High-rated Charity, Consumer Reports — The mission of the Alzheimer’s Foundation of America (AFA) is “to provide optimal care and services to individuals confronting dementia, and to their caregivers and families through our member organizations dedicated to improving quality of life.” AFA unites more than 2,600 member organizations from coast to coast that are dedicated to meeting the educational, social, emotional and practical needs of individuals with Alzheimer’s disease and related illnesses, and their caregivers and families. https://www.alzfdn.org/

American Foundation for Suicide Prevention.
High-rated Charity, Consumer Reports— The mission of AFSP saves lives and brings hope to those affected by suicide. The group has set a goal to reduce the annual suicide rate in the U.S. by 2025. The group focuses on several core strategies, including: to fund scientific research; public and professional education; legislative action; and to provide support for survivors and people at risk for suicide. https://afsp.org/

American Kidney Fund. High-rated Charity, Consumer Reports — The American Kidney Fund is the nation’s leading nonprofit working on behalf of the 31 million Americans with kidney disease. Their mission is to help people fight kidney disease and live healthier lives. They fulfill that mission by providing a complete spectrum of programs and services, including: prevention activities; top-rated health educational resources; and direct financial assistance enabling one in five U.S. dialysis patients to access lifesaving medical care, including dialysis and transplantation. http://www.kidneyfund.org/about-us/

Americares. Ranked #5 on Ten Best Charities, Charity Navigator — Since its founding in 1979, Americares has delivered more than $12 billion in quality medical aid and innovative health programs to 164 countries, including the U.S. Their programs include global and domestic access to medicine and medical services. According to Americares, the group is “the largest provider of medical aid to the U.S. health care safety net.” http://www.americares.org/

Breast Cancer Research Foundation.
High-rated Charity, Consumer Reports — The mission of the BCRF is to prevent and cure breast cancer by advancing the world’s most promising research. Breast cancer has no boundaries. It is the leading cause of cancer death in the world’s poorest countries and the second-leading cause of cancer death in American women. The developing world is experiencing higher mortality rates than ever before due to a lack of screening and access to treatment. The group also works to right disparities in the U.S., such as social and economic factors that create barriers to proper diagnosis and care. https://www.bcrfcure.org/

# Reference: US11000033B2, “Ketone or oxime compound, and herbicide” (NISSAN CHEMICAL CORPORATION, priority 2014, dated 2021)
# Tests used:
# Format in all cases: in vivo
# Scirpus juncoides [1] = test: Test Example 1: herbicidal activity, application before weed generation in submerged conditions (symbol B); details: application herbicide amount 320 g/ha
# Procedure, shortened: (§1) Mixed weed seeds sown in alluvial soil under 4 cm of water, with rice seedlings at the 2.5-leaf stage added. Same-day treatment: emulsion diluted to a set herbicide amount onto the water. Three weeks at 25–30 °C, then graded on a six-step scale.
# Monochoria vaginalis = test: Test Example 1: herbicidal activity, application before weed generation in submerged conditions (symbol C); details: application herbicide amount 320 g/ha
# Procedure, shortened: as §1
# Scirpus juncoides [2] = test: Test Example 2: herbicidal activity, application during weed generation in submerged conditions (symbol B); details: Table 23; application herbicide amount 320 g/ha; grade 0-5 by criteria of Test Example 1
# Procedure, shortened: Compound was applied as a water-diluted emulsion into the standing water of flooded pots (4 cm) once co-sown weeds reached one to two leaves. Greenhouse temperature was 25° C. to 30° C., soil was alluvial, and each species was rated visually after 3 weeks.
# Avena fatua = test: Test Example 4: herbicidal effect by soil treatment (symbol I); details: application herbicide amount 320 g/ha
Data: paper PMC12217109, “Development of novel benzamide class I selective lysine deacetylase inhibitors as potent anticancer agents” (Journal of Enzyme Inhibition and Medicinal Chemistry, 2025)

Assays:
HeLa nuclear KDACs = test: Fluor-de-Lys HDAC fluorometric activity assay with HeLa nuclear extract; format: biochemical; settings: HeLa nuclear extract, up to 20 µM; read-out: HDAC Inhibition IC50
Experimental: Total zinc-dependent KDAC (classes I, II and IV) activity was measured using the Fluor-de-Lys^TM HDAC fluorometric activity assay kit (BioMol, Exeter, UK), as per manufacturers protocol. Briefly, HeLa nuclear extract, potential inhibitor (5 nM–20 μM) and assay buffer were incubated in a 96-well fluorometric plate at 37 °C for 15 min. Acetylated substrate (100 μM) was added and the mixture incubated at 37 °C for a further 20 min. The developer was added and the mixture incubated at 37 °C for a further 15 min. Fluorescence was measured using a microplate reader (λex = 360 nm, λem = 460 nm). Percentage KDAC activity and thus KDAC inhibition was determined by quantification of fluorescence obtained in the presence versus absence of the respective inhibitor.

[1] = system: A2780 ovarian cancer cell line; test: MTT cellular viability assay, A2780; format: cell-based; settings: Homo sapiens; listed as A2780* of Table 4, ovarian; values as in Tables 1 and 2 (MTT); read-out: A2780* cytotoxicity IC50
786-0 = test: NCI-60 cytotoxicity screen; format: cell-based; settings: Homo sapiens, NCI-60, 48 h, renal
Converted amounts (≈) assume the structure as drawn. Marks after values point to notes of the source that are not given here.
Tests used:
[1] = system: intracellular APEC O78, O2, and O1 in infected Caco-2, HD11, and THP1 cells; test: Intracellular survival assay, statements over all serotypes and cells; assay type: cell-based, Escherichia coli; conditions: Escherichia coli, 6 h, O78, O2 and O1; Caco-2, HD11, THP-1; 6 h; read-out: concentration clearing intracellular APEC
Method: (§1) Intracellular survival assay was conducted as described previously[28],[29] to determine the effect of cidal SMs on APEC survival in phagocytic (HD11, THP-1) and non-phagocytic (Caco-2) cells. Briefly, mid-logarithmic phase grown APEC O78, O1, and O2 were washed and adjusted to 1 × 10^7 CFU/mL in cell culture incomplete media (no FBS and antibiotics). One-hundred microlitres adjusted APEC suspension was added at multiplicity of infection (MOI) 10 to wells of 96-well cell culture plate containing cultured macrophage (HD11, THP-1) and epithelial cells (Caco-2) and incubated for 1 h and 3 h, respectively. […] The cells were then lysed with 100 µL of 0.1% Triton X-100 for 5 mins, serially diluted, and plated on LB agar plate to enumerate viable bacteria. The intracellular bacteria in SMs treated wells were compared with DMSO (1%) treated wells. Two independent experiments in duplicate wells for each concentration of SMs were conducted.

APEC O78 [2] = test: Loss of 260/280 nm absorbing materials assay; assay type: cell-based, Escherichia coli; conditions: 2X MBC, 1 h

Catholic Medical Mission Board. Ranked #6 on Ten Best Charities, Charity Navigator
— Improving the health of women and children in disadvantaged communities through its Helping Heal, Capacity Building and Maternal and Child Health Services programs. https://cmmb.org/

Children’s Cancer Research Fund. Meets Standard, CRC — The group’s mission is to cure childhood cancer by investing in the most effective research, collaborating with the most talented minds, inspiring and educating advocates worldwide to take action and supporting families. http://www.childrenscancer.org/

Direct Relief. Ranked #1 on Ten Best Charities, Charity Navigator — Humanitarian medical relief, supplies and grants. Direct Relief’s medical assistance programs equip health professionals working in resource-poor communities to meet the challenges of diagnosing, treating and caring for people without regard to politics, religion, gender, race or ability to pay. https://www.directrelief.org/focus/

Michael J. Fox Foundation. High-rated Charity, Consumer Reports — The Michael
J. Fox Foundation is dedicated to finding a cure for Parkinson’s disease through an aggressively funded research agenda and to ensuring the development of improved therapies for those living with Parkinson’s. https://www.michaeljfox.org/foundation/promise.html?navid=our-promise

The Rotary Foundation. Ranked #3 on Ten Best Charities, Charity Navigator — The
Rotary Foundation transforms donations into projects that change lives both close to home and around the world. As the charitable arm of Rotary, the group taps into a global network of Rotarians who invest their time, money and expertise into its priorities, such as eradicating polio and promoting peace. https://www.rotary.org/myrotary/en/rotary-foundation

Samaritan’s Purse. Ranked #4 on Ten Best Charities, Charity Navigator — Samaritan’s Purse is a nondenominational evangelical Christian organization providing spiritual and physical aid to hurting people around the world. Since 1970, Samaritan’s Purse has helped meet the needs of people who are victims of war, poverty, natural disasters, disease and famine.
https: //www.samaritanspurse.org/our-ministry/about-us/